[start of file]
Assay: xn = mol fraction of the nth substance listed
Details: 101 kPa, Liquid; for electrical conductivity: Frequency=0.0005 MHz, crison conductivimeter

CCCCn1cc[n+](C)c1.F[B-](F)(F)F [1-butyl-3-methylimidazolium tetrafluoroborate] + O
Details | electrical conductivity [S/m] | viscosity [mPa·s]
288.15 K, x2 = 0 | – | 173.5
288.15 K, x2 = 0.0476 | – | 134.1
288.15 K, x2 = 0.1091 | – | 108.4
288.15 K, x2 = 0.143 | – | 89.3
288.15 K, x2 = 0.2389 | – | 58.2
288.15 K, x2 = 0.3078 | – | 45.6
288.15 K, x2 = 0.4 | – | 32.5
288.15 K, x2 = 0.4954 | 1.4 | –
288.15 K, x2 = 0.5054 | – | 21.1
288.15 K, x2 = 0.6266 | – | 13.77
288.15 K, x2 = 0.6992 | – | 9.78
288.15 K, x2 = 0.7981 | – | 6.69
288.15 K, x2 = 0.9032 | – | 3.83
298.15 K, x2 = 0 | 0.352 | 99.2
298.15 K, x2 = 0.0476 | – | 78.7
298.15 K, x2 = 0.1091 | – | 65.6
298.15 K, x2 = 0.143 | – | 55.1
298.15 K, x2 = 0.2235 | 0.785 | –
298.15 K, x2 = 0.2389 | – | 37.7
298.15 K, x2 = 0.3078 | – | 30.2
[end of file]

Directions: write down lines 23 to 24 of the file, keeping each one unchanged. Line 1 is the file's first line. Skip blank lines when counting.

298.15 K, x2 = 0.2389 | – | 37.7
298.15 K, x2 = 0.3078 | – | 30.2